As Wishbone Ash past members fight over the use of name of the band, this wonderful album cannot be spoiled. Released in 1972 the album is a classic of melodic seventies rock. The moody cover depicts a soldier from ancient times gazing down into a valley. Although it is a figure with helmet and spear, for me it evokes peaceful times, like the figure is a guardian of the valley. Perhaps others interpret this as a soldier planning to attack, but the warm hue of the light suggests calm not anger. Inside the gatefold are portraits of the band playing live – a lot of this album must have been performed live in the studio as there are so many long and involved instrumental pieces with guitar solos that could only have worked as spontaneous jams around the structure of the songs. I saw them live twice in the seventies, once in 1973 and once in 1974, the latter with Laurie Wisefield after Ted Turner quit and although they were promoting Wishbone 4 and There’s The Rub respectively, they still played songs from Argus as it was a hit album reaching Number 3 in the British charts in 1972.
It opens with the melodic arpeggio of Time Was, at nearly 10 minutes long you understand that this is an album that has no fear when it comes to guitar solos and long instrumental passages. Having said that the songs remain lyrical and Martin Turner’s songwriting skills provide the framework for the band to weave their magic. Turner makes the stories compelling, a cross between folklore and love with strong melodies. Unexpectedly at around 3 minutes it all goes uptempo with twin duelling guitars and solos galore from Andy Powell and Ted Turner that jump in and out of the song. In 1972 a band could play a 10 minute song with countless guitar solos and it never sounded brash, just warm and kinda sad that it had to end. Great thudding drums from Steve Upton that sound like they are made of trees and earth.
Sometime World is soft and flowing with a beautiful melody and some delicate guitar sounds and then it does exactly what the first track does – after nearly 3 minutes it turns into an uptempo song. A strong melodic bass riff and more solos – it’s a guitarists wet dream but always anchoring on the songs and coming back to the melody, as we just nod our heads in time and let the whole day go by carried along with the waft of patchouli oil and incense until the night comes and the song finally fades out.
Blowin’ Free, one of their most famous songs is next with its D shape riff up the neck, one of the first songs I learnt to play. The guitar is kind of soft, the bass hard, the harmonies sweet, the tempo chugs along and you can see the whole theatre bouncing to the beat. The harmonies are like Crosby Stills And Nash, in fact, Crosby, Stills Nash and Young’s, Déjà Vu had only been two years before this. The song has dynamic pauses, reverb guitar and tension but it all keeps coming back with even more soloing. But that’s what they do, they solo, they sing sweet harmonies, melodic verses, grinding bass, seventies drums and solo, solo, solo.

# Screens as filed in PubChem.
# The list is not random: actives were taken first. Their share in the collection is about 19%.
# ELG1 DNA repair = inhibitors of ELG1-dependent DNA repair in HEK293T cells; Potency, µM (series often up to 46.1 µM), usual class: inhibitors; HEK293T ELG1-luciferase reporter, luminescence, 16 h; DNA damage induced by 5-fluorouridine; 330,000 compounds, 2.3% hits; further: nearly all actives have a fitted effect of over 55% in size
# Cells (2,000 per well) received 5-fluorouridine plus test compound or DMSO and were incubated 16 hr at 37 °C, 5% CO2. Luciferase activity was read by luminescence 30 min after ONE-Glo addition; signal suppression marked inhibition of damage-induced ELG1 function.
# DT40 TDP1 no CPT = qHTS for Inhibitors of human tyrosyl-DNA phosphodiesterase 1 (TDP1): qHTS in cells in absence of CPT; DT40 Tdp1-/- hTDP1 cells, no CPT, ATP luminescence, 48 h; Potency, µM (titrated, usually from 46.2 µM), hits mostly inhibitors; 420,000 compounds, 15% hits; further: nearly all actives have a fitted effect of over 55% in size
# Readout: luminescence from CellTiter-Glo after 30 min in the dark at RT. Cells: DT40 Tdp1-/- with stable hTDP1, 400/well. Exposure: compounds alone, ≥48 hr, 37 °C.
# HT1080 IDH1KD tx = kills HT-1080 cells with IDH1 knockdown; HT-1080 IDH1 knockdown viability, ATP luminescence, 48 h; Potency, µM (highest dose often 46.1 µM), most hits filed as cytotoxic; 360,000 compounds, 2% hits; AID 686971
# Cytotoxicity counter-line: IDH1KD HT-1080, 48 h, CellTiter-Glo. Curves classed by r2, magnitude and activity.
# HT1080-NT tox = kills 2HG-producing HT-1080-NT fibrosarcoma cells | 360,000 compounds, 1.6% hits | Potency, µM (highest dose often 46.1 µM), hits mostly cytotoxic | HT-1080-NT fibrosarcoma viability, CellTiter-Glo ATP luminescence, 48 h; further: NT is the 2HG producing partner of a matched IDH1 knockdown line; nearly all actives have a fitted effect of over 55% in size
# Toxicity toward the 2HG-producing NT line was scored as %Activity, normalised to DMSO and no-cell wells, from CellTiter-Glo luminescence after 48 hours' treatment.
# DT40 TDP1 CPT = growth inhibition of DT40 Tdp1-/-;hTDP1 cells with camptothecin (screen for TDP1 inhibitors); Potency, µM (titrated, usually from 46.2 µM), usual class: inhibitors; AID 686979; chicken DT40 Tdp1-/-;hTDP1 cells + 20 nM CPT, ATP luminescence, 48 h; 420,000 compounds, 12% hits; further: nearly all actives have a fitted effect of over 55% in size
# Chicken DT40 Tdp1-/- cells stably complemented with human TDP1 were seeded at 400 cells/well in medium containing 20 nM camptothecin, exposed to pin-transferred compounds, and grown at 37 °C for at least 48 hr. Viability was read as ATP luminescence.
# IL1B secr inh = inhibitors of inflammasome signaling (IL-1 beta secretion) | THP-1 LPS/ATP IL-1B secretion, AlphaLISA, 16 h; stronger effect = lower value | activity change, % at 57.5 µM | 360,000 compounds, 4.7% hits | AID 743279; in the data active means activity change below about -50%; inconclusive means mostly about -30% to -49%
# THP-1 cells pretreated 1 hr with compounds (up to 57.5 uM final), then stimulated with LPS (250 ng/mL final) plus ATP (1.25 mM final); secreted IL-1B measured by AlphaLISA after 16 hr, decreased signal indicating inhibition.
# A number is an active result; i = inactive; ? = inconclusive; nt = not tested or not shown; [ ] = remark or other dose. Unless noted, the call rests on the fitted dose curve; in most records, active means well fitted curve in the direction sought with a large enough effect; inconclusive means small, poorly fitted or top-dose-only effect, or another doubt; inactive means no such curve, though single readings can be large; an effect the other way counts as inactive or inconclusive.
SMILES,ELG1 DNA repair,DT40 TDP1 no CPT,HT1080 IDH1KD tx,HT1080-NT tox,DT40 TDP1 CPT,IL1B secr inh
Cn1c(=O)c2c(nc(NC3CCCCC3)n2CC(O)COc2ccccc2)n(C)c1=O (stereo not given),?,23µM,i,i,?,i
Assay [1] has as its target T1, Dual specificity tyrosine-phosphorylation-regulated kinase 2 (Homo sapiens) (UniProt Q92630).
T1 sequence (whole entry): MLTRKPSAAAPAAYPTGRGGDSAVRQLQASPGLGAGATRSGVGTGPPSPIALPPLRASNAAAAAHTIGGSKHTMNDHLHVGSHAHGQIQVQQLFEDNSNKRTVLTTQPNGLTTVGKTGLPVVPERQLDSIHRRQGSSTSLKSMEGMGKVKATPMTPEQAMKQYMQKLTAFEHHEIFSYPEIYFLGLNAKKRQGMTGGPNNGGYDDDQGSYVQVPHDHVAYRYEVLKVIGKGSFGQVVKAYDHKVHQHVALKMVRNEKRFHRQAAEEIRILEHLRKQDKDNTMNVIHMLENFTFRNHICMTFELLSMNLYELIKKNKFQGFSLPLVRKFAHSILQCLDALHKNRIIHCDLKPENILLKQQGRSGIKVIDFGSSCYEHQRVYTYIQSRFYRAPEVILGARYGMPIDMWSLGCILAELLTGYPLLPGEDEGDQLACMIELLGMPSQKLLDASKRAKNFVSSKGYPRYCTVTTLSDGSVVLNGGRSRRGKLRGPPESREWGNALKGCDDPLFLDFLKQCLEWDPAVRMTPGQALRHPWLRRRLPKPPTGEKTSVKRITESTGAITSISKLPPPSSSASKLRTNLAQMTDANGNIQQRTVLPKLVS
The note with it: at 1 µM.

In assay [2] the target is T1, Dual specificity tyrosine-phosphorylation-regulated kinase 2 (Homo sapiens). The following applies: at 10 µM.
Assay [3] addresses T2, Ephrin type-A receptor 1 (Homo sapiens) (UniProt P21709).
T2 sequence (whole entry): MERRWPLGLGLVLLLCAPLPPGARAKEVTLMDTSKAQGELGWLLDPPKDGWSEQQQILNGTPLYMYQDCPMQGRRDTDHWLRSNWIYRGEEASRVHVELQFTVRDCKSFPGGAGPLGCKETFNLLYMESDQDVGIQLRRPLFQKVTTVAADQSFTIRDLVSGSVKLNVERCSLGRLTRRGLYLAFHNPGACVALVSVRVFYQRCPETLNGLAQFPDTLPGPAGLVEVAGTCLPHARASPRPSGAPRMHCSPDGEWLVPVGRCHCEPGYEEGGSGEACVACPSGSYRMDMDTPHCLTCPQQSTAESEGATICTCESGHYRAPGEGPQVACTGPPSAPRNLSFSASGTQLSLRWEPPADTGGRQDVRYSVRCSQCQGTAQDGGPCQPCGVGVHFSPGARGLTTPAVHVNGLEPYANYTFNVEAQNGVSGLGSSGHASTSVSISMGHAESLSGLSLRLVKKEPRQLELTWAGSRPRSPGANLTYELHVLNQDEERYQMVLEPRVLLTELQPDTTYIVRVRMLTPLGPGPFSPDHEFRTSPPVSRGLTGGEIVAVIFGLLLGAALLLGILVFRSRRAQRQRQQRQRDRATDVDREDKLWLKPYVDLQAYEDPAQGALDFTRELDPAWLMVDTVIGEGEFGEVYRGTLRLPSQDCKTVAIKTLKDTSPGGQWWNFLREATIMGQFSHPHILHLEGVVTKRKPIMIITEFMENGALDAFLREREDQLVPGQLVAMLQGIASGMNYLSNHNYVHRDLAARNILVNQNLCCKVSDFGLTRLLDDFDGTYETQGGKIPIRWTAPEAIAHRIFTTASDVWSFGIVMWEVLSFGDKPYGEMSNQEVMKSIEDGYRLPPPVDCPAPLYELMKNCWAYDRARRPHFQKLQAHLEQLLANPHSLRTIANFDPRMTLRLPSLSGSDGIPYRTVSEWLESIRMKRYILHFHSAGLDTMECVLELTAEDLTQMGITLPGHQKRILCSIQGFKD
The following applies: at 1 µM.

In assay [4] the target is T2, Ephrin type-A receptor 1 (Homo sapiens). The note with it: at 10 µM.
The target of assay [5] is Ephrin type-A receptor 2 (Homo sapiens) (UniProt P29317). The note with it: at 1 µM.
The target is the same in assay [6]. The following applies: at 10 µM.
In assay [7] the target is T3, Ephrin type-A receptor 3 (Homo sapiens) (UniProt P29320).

Side 2 opens with what must be their best song, The King Will Come, fading in with marching drum and wah-wah guitar in the background, rhythm guitar prevalent, bass soft…and then one of the great seventies guitar riffs – love it. Harmony vocals again, folkloric lyrics and instrumental passages that bring the riff back and in the middle of the song, solos, solos, solos. Really you must never tire of guitars to listen to this album, guitars and harmonies. But still the songs are strong and having both strong songs and vibrant solos brings a smile to your face. Memorable riffy ending to this song to.
The pastoral Leaf and Stream is all arpeggio and yes, melodic vocals and sensitive solo guitar. It works every time, it’s so easy on the soul, it’s like pouring honey into your ears. There’s a mythology built up around the guitars in the Wishbone Ash, not to say that they aren’t a massive trademark of the band. One of the first twin lead guitar bands, adept, melodic, passionate solos, great guitar tones, dynamic duelling but without the quality songs on which to let loose they would mean less. Also Turner’s melodic bass lines contribute to a three guitar attack.
Warrior another one of their most famous songs is an intense passionate song, with a folk rock feel but with heavier guitars. It breaks down into a moody verse, a soul searching lyric but from the point of view perhaps of the character on the cover. It builds and builds and takes 4 minutes to get to the chorus but it’s worth the wait. The lyric makes me think that the “warrior” on the cover has overthrown the tyrant and is living in peace! It’s actually spectacularly hippie lyrics and the song melts into another Wishbone Ash favourite, Throw Down The Sword, (another riff I learnt as a kid). Has it suddenly turned into a concept album? Was it a concept album all along? Peace and love in violent times, in a setting of ancient warriors. It is so completely uncynical, it is like a wonderful storybook with free reign for the guitarists to solo as much as they like with happy endings and more guitar solos. The guitarists must have thought they’d died and gone to heaven.
No Easy Road finishes the album, could almost be Mott The Hoople. But in those days bands were more similar to each other than you thought at the time. Singles bands, albums bands but that warmth that ran through them all, made the listening experience so rich. The bands with the solos, the bands without them, this was one of the bands that had the solos and more solos and more and more solos but the great songs and the skillful playing made it a complete, flared, long haired and with that peace and loving feeling, a heart warming experience. Don’t knock it, I was there, I know how it felt and it felt really really good.
Note: In 2010 Martin Turner’s Wishbone Ash re recorded the Argus album.